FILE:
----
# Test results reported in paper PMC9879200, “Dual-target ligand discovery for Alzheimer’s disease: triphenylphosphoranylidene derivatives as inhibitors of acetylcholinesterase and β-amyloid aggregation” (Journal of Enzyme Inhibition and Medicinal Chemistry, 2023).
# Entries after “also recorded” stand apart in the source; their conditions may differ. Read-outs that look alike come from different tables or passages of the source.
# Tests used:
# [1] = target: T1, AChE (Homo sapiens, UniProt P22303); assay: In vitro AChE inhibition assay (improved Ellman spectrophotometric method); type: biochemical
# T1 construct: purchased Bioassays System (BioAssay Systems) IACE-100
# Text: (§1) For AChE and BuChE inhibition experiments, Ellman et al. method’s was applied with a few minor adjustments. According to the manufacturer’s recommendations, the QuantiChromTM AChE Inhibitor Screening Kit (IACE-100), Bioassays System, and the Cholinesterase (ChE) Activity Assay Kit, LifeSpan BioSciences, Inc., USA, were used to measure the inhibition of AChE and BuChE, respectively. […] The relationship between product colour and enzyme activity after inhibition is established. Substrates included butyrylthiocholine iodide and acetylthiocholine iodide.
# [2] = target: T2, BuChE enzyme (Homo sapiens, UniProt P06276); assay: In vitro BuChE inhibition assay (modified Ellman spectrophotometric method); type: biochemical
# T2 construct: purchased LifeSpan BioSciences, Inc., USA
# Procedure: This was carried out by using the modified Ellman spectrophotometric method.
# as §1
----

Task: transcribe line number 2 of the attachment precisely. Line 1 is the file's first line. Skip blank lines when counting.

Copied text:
# Entries after “also recorded” stand apart in the source; their conditions may differ. Read-outs that look alike come from different tables or passages of the source.